Writing Survival Characters: An Undeadly Epiphany
by Lauren Avjean
|Whether or not to hit on a zombie in a short schoolgirl skirt is NOT the Conundrum.|
I’ve recently been trying to determine why we as a geek community are so enthralled (heh) by zombies and the thought of the coming zombie apocalypse. It’s kind of like the bacon syndrome, where everything zombie related has suddenly become as revered as those crispy strips of pig. Not that I’m necessarily complaining, I’m just struggling to understand how the popularity of the undead rose so quickly to where it is today. Between video games, movies, T.V. shows, graphic novels, how-to-survive books, “break glass in case of,” and even plushies, zombies have become an integral part of our day to day lives. But is that a good thing? Has that desensitized us to the horrors that the rising dead actually bring?
The realization that we as a populace are so desensitized to the real terror of the undead got me thinking about how we would actually act were a zombie outbreak to happen. But what tools short of hiring a mad scientist to release the Z-virus in a controlled environment and seeing the results do I have? As an avid LARP (Live Action Role Playing) writer I would typically take this conundrum, draft up some characters, stick them in an outbreak area, and let them loose to see what the players do. The only problem with this plan is that 1) my next opportunity to run a LARP is in February, and 2) I’m too impatient.
That’s when I had the marvelous opportunity to participate in the Run For Your Lives 5k Zombie Infested Obstacle Course Race in Temecula, CA at the end of October. Not only was it that magical time leading up to Halloween where everyone is in full-on zombie mode, but it gave a real opportunity to run from zombies in the hills of California. I had seen pictures of previous races and fully anticipated (as the event title suggests) running for my life, but I was not prepared for the basic human instincts that it brought out in the runners. This rare insight into the human psyche will undoubtedly be an invaluable tool in future writings and all I can do, short of sticking you in a similar situation, is recount some of my experience with it.
|See Lauren run.|
Run Lauren run!
Unfortunately due to unforeseen circumstances instead of running with a team I made my way to the start line by my lonesome to face down the zombies on my own. Sure it was a little nerve wracking, but seeing all of the costumes and lightheartedness heading to the start corrals was reassuring. There were three start corrals: Appetizer, Entrée, and Dessert. My first survival decision was to throw in with the Entrée lot so that I was neither leading the charge nor was I lagging towards the end like a wounded wildebeest. You could almost feel the adrenaline permeating the air as the race officials turned on the fog machines and began the countdown. When they threw aside the gates that had us corralled in, our meal group shot out to the course only to find… a giant hill.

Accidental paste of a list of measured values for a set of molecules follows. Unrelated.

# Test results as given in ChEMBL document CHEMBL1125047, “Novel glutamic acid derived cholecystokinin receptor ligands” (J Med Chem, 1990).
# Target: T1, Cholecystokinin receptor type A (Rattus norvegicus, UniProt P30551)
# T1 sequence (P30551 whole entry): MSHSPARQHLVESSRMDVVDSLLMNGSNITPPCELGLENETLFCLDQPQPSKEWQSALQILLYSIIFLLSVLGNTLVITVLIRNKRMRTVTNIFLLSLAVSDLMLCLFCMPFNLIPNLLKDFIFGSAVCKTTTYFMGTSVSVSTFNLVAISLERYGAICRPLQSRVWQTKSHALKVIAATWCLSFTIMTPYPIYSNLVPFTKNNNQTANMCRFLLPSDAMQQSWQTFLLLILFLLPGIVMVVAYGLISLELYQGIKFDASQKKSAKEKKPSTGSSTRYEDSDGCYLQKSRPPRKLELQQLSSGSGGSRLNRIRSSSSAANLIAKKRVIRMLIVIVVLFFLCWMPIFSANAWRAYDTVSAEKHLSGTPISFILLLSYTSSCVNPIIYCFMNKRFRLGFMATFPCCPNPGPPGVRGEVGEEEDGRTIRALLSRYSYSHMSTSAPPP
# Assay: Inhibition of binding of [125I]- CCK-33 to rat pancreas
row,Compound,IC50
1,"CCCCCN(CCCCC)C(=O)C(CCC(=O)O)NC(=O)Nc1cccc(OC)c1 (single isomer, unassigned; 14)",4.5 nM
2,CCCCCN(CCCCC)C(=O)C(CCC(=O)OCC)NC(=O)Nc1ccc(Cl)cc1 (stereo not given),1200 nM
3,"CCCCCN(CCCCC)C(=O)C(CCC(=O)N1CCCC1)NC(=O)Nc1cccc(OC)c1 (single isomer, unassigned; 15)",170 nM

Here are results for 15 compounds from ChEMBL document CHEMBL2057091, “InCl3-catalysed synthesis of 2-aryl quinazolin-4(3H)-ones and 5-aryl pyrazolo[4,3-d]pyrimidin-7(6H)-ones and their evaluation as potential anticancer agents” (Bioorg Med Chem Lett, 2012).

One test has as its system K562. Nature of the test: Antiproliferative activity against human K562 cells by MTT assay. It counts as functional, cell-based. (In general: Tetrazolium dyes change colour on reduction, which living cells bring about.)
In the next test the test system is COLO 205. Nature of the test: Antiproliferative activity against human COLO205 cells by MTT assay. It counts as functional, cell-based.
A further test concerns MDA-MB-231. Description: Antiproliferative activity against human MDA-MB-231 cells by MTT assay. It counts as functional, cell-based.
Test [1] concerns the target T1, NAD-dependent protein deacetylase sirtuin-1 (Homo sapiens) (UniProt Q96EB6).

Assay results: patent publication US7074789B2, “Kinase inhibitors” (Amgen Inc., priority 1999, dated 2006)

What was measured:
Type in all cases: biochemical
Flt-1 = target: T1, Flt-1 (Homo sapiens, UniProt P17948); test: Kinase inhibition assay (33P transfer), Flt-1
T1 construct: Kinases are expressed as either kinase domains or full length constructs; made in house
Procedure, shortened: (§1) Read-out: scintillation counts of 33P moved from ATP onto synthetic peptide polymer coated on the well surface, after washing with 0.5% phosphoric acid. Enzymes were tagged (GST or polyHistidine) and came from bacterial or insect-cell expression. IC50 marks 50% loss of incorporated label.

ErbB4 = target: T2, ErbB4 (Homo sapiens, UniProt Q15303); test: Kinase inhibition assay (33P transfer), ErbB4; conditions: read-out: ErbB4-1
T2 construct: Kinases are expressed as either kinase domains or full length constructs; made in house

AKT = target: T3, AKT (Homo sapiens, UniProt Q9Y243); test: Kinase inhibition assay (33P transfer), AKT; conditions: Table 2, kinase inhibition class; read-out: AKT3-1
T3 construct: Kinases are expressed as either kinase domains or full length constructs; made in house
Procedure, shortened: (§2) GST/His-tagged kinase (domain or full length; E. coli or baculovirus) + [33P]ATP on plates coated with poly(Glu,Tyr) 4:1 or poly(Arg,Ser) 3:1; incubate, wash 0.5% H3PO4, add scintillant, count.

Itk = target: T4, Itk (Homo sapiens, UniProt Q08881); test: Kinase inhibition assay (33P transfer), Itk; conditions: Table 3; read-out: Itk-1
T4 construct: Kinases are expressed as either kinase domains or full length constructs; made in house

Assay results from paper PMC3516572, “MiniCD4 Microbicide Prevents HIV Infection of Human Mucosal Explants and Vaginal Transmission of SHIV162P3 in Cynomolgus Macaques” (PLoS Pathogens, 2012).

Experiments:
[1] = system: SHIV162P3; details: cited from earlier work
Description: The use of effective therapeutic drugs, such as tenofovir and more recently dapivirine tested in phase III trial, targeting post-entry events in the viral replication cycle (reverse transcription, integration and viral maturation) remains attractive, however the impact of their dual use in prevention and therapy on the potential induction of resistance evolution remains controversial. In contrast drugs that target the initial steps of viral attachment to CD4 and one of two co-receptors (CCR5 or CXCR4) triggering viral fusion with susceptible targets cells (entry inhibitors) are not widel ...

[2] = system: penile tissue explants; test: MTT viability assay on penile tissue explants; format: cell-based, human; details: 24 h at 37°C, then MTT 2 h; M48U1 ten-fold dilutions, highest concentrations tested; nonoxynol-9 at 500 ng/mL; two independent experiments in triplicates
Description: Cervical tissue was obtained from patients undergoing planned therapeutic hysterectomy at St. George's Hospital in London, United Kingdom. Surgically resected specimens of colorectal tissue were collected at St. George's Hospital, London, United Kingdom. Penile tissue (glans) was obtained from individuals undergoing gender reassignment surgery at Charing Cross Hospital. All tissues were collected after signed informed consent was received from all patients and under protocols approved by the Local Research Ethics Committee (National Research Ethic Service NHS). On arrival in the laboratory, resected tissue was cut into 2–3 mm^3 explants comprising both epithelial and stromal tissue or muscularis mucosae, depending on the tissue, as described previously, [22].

I have to say I was a little disappointed that the first quarter mile was entirely uphill and would have tried jogging it except that I was utilizing my next survival tactic: I had heard that at the top of the hill there was a horde of zombies and decided to conserve my strength. Halfway up the hill the dynamic of the runners also changed dramatically. We were no longer close enough to the event site to hear the music or the people. It was quite literally as quiet as the back hills of California during a zombie apocalypse.
That’s when I realized that I was no longer just running in a race, I was immersing myself in a LARP of sorts where I could truly connect with other characters and discover the motivations of both the runners as well as myself on a basic instinct level (no, not the movie). As I came to this realization I heard the first of the screams. Our group had reached the first group of zombies so what did I instinctively do? Position myself in the very center of a group of people. Well, it worked, but in the process I got a true sense of what it is like to group up with a bunch of strangers to outrun flesh eating undead. The zombies were so good it was hard to think of them as people, and that was the point! Incredible makeup and acting made us feel the urgency of moving as quickly as possible to get past them with our brains intact.